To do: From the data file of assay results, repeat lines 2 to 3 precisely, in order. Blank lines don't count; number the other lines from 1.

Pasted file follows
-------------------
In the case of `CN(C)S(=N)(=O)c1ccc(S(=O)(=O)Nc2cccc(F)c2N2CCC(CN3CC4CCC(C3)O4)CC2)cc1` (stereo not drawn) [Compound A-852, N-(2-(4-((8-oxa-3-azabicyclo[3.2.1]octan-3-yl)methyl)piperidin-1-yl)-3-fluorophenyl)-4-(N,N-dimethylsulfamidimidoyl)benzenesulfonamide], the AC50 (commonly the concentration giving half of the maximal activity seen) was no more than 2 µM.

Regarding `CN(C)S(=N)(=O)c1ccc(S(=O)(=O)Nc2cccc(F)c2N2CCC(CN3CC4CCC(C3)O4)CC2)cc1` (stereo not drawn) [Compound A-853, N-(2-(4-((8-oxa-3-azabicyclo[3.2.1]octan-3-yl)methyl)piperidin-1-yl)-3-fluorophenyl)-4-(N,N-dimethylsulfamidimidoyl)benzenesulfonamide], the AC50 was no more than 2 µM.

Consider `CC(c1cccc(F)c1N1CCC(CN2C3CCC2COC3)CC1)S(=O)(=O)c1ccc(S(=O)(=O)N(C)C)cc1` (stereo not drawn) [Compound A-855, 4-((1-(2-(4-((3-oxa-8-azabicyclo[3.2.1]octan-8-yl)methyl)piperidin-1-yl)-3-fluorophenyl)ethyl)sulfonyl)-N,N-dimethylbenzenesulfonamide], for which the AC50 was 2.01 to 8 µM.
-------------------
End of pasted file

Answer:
Regarding `CN(C)S(=N)(=O)c1ccc(S(=O)(=O)Nc2cccc(F)c2N2CCC(CN3CC4CCC(C3)O4)CC2)cc1` (stereo not drawn) [Compound A-853, N-(2-(4-((8-oxa-3-azabicyclo[3.2.1]octan-3-yl)methyl)piperidin-1-yl)-3-fluorophenyl)-4-(N,N-dimethylsulfamidimidoyl)benzenesulfonamide], the AC50 was no more than 2 µM.

Consider `CC(c1cccc(F)c1N1CCC(CN2C3CCC2COC3)CC1)S(=O)(=O)c1ccc(S(=O)(=O)N(C)C)cc1` (stereo not drawn) [Compound A-855, 4-((1-(2-(4-((3-oxa-8-azabicyclo[3.2.1]octan-8-yl)methyl)piperidin-1-yl)-3-fluorophenyl)ethyl)sulfonyl)-N,N-dimethylbenzenesulfonamide], for which the AC50 was 2.01 to 8 µM.